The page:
Mops suck. They have all the maneuverability of a damp Yorkie on a stick, with a smell to match.
They’re also heavy, and they’re a pain to wring out. Any crumbs or dirt on the floor just get pushed around, not picked up. And to mop it all off, they soil a clean bucket of water after just a few wrings, at which point you’re now scrubbing your floor with, well, dirt.
The Smart Mop, (from the As Seen on TV® people, natch) ostensibly eliminates all those hassles so you can experience the many transcendent joys of mopping. Except, no, it doesn’t. It may be lighter and a bit easier on the nose than a traditional slop-mop, but smart? Um, no.
What you’ve got here is a pole with a hyper-absorbent towel attached to the end. (Think gray-market Shamwow.) It’s fastened onto two rings and cut into loops so it spreads out on the floor, mop style. After sponging up the remains of, say, a tipped two-liter, you twist the sections of the handle in opposite directions to squeeze out the soda.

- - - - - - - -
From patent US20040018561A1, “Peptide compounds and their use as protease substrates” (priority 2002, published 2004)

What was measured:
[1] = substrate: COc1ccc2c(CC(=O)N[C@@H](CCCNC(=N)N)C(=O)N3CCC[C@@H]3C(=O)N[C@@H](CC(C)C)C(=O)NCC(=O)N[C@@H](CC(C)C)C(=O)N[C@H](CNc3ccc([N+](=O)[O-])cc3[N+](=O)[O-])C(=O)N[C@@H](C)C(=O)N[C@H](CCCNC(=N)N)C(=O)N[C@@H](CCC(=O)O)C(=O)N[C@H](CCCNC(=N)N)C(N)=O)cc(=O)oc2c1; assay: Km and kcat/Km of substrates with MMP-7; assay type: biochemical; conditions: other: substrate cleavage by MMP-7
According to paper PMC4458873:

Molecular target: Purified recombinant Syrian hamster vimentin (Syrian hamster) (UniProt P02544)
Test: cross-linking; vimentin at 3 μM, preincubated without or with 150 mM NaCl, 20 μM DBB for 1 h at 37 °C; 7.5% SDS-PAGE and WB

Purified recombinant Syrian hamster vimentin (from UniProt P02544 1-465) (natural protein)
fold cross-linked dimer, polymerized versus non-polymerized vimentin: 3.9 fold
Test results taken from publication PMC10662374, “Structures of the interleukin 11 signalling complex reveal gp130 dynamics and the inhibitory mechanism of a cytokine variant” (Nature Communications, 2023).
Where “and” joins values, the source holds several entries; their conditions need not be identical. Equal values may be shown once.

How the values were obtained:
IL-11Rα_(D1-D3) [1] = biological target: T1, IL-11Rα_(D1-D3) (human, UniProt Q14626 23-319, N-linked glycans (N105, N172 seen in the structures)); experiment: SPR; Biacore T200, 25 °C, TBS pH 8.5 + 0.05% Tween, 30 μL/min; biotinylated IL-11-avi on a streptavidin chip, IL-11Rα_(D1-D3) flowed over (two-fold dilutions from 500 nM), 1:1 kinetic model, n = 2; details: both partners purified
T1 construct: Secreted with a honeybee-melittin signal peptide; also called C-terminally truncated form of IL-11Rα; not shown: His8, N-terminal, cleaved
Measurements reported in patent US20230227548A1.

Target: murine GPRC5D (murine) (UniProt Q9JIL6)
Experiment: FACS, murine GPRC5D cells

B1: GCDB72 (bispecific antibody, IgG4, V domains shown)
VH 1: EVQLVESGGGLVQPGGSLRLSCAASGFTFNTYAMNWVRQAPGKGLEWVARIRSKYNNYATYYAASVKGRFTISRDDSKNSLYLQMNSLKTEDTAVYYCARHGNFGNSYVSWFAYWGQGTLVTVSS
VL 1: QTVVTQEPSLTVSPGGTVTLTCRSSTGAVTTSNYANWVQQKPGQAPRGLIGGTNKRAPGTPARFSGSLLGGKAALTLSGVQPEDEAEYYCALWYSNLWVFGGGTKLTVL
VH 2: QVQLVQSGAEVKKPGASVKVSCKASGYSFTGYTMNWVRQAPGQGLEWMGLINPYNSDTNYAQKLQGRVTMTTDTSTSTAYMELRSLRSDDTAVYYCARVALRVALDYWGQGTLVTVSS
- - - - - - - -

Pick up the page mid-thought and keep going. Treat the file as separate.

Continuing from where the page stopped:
That’s good in theory, but totally ineffective in practice. For starters, the cloth isn’t all that absorbent. After you bucket-dunk and wring it once, it stays pretty damp. Consequently, it leaves behind trails of moisture, making previously dry spots wet. And note to girlie-men: The physical act of wringing requires more effort than the infomercials would have you believe. You have to twist the sucker almost two full revolutions to really squeeze out all the liquid.
This intelligence-challenged mop feels like cheap China-made plasti-metal, and acts like it too: After a few minutes of mopping, the plastic screw-plug at the bottom end of the contraption came loose. Five minutes after screwing it back in, it came loose again. WTF? Oh, and if you don’t wiggle the Smart Mop so its tendrils are just so, you’ll hear that plug scrape along the floor as you go.
If you’re looking to mop an entire floor, forget the Smart Mop. On the other hand, if you’re sick of taking paper towel to floor every time Junior dumps his milk, well, tough, that’s part of being a parent. The next time you see this on TV, change the channel.